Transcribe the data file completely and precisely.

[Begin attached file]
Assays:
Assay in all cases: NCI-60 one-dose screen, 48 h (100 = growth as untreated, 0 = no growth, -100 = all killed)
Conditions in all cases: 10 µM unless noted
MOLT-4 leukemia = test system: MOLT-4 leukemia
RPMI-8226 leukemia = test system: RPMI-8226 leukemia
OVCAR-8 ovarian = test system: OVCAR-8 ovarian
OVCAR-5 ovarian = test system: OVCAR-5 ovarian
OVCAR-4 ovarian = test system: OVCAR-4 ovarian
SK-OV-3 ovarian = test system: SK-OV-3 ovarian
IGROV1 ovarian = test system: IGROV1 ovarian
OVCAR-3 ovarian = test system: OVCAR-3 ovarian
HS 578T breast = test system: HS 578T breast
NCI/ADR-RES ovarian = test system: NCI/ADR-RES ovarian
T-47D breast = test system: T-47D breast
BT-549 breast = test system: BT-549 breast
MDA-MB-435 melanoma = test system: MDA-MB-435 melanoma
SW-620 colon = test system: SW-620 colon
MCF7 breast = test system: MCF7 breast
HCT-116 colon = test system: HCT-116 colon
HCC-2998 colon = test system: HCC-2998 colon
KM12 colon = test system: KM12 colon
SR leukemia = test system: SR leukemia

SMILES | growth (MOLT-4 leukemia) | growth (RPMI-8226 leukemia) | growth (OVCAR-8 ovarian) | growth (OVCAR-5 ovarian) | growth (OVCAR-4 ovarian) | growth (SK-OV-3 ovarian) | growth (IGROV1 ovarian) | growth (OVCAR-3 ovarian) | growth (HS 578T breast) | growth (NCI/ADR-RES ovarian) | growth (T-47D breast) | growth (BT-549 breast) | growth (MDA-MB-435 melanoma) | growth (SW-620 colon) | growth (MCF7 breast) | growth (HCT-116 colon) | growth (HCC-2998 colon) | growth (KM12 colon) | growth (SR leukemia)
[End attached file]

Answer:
Assays:
Assay in all cases: NCI-60 one-dose screen, 48 h (100 = growth as untreated, 0 = no growth, -100 = all killed)
Conditions in all cases: 10 µM unless noted
MOLT-4 leukemia = test system: MOLT-4 leukemia
RPMI-8226 leukemia = test system: RPMI-8226 leukemia
OVCAR-8 ovarian = test system: OVCAR-8 ovarian
OVCAR-5 ovarian = test system: OVCAR-5 ovarian
OVCAR-4 ovarian = test system: OVCAR-4 ovarian
SK-OV-3 ovarian = test system: SK-OV-3 ovarian
IGROV1 ovarian = test system: IGROV1 ovarian
OVCAR-3 ovarian = test system: OVCAR-3 ovarian
HS 578T breast = test system: HS 578T breast
NCI/ADR-RES ovarian = test system: NCI/ADR-RES ovarian
T-47D breast = test system: T-47D breast
BT-549 breast = test system: BT-549 breast
MDA-MB-435 melanoma = test system: MDA-MB-435 melanoma
SW-620 colon = test system: SW-620 colon
MCF7 breast = test system: MCF7 breast
HCT-116 colon = test system: HCT-116 colon
HCC-2998 colon = test system: HCC-2998 colon
KM12 colon = test system: KM12 colon
SR leukemia = test system: SR leukemia

SMILES | growth (MOLT-4 leukemia) | growth (RPMI-8226 leukemia) | growth (OVCAR-8 ovarian) | growth (OVCAR-5 ovarian) | growth (OVCAR-4 ovarian) | growth (SK-OV-3 ovarian) | growth (IGROV1 ovarian) | growth (OVCAR-3 ovarian) | growth (HS 578T breast) | growth (NCI/ADR-RES ovarian) | growth (T-47D breast) | growth (BT-549 breast) | growth (MDA-MB-435 melanoma) | growth (SW-620 colon) | growth (MCF7 breast) | growth (HCT-116 colon) | growth (HCC-2998 colon) | growth (KM12 colon) | growth (SR leukemia)